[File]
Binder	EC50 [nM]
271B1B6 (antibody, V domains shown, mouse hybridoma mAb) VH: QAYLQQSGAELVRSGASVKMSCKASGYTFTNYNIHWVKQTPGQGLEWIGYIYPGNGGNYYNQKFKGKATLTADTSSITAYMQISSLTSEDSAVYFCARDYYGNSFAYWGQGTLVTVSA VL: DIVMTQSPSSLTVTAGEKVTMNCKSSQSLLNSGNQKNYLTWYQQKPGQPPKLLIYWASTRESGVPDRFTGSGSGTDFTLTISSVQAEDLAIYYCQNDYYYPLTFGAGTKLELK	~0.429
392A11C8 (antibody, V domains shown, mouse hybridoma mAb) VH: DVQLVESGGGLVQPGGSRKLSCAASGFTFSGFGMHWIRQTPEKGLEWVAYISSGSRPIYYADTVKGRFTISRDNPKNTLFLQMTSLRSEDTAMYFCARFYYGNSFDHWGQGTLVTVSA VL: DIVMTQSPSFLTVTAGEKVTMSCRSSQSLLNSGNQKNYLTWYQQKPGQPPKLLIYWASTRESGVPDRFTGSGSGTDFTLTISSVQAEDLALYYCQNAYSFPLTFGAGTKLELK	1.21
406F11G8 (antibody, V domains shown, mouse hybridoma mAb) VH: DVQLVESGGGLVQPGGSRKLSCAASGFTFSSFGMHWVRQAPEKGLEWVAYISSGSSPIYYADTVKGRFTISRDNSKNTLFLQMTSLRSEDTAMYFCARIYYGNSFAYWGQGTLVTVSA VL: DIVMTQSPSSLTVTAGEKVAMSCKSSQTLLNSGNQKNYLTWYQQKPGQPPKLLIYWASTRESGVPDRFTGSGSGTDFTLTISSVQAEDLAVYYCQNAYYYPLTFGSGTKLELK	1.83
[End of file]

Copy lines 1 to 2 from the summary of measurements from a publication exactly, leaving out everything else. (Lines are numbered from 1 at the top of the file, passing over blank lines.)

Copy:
Binder	EC50 [nM]
271B1B6 (antibody, V domains shown, mouse hybridoma mAb) VH: QAYLQQSGAELVRSGASVKMSCKASGYTFTNYNIHWVKQTPGQGLEWIGYIYPGNGGNYYNQKFKGKATLTADTSSITAYMQISSLTSEDSAVYFCARDYYGNSFAYWGQGTLVTVSA VL: DIVMTQSPSSLTVTAGEKVTMNCKSSQSLLNSGNQKNYLTWYQQKPGQPPKLLIYWASTRESGVPDRFTGSGSGTDFTLTISSVQAEDLAIYYCQNDYYYPLTFGAGTKLELK	~0.429